Nick Matthew has enjoyed a prolific career since turning pro in 1998 - achieving a string of historic breakthroughs which have led the Yorkshireman to become one of England's most successful squash players of all-time.
In 2006 he won his first British Open title to become the first home-grown winner of the world's most prestigious event for 67 years.
Just over a year later, he underwent career-threatening shoulder surgery - but came back stronger than ever, winning the world-famous trophy for a second time in 2009 after beating national rival James Willstrop in a 122-minute climax, the longest British Open final for more than ten years.
In June 2010, Nick topped the world rankings for the first time and in December became the first Englishman in the premier event's 35-year history to win the PSA World Championship.
The triumph took Matthew, now 32, back to number one in the world rankings - a position he held throughout 2011.
*“Becoming world number one is every sports person's dream and it's something I've worked towards every single day of my life since I turned professional in 1998,"* said Matthew at the time.
In November 2011, Matthew successfully defended his world crown in Rotterdam - becoming the first player for 15 years to retain the title.
His record-making run continued on home soil in 2012: In February he won a fourth British National title - then, at the famous O2 Arena in London in May, became the first Englishman ever to win the British Open title for a third time.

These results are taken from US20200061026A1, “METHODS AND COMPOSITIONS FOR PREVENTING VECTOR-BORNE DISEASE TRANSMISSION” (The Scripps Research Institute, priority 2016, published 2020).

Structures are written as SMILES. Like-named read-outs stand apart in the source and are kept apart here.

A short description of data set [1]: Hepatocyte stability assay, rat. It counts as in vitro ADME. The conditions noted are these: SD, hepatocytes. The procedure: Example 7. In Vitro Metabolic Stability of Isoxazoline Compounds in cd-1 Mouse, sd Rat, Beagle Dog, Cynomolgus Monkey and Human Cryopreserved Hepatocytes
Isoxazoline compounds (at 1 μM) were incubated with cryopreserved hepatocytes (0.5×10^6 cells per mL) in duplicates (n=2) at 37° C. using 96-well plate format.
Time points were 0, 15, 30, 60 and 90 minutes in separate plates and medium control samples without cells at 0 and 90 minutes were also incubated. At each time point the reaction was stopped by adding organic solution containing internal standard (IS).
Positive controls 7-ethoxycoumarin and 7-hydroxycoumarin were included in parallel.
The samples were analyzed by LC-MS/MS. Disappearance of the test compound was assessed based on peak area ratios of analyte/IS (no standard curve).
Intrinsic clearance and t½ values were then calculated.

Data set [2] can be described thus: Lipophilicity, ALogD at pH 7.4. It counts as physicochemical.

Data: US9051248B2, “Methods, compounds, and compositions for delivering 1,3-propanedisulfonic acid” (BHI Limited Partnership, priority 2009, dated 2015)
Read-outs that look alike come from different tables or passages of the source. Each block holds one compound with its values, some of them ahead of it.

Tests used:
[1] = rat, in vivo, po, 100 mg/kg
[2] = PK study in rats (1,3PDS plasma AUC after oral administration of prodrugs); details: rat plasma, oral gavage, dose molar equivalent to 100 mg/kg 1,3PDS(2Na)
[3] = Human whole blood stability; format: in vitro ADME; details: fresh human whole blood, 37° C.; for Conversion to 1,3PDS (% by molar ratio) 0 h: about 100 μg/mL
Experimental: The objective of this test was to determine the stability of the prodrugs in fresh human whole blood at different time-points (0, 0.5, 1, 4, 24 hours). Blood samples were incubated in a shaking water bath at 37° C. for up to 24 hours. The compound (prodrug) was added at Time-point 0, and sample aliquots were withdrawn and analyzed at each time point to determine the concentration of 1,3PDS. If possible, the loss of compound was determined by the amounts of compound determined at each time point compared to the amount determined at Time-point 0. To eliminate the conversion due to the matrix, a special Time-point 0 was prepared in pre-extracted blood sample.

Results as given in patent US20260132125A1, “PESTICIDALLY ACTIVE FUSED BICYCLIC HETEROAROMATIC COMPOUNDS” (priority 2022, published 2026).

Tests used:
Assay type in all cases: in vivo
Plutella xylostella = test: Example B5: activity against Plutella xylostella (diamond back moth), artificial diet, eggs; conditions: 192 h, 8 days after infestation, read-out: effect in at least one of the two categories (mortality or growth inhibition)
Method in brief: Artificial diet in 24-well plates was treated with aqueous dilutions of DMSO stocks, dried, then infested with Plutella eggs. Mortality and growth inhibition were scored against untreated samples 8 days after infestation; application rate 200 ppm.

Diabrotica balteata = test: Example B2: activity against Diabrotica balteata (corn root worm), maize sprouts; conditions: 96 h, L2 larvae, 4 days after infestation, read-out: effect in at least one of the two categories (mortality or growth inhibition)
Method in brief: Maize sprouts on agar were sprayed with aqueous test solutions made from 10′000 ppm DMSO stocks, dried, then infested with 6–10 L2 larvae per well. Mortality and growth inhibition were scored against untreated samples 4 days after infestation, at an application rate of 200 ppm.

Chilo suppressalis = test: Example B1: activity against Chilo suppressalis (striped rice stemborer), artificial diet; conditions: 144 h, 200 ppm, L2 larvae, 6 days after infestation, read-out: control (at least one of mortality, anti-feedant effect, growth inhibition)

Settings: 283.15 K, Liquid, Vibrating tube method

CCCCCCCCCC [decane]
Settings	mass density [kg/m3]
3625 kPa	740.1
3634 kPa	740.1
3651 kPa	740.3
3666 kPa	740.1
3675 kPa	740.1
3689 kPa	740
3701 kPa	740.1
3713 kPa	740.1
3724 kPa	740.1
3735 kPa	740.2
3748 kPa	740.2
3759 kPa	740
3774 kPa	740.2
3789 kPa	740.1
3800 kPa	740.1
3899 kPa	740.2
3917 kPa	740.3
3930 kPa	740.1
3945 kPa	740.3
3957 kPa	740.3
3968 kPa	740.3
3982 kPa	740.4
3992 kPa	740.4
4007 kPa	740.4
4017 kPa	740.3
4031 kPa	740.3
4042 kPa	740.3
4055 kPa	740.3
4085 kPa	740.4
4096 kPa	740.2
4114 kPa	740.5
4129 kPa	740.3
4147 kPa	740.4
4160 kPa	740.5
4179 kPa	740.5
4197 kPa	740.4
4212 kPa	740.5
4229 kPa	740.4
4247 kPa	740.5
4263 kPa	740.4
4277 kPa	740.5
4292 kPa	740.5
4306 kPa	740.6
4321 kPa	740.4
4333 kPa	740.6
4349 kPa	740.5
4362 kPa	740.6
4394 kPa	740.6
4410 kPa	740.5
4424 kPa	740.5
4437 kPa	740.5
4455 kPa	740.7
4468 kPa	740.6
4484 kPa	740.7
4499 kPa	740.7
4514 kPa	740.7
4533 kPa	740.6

It was the first staging of the British Open for three years - and the triumph over Ramy Ashour provided one the highlights of the year: *"It was brilliant to have it back on the calendar and in such an amazing venue. It had its old feel back again."*
Matthew lost his world No1 ranking to fellow Yorkshireman James Willstrop in January 2012, but briefly regained it after winning the Tournament of Champions in New York for the first time later in the month.
*"Losing my world number one ranking was my biggest disappointment of the year."*
When asked if there was a particular turning point in his career, Matthew replies: *"Completely restructuring my whole technique at aged 19 with current coach David Pearson."*
Matthew marked another milestone in September 2012 when he reached the 50th PSA Tour final of his career at the British Grand Prix in Manchester – and celebrated his 25th Tour title win after beating national rival James Willstrop.
But his continued rivalry with Ashour proved fruitless for the rest of the year when he lost to the Egyptian in the semi-finals of the US Open, Hong Kong Open and finally the World Championship in Qatar where Matthew relinquished his title to Ashour.
Two further final appearances in 2013 also saw Matthew end as runner-up – losing to Shabana in the ATCO PSA World Series Finals in London and then to Gaultier in the Swedish Open climax in Linkoping, where he marked the 53rd Tour final appearance of his career.
But he claimed a further chapter in the squash history books away from the Tour in February when he extended his long winning streak over Willstrop in the British National Championship final to win a record fifth title.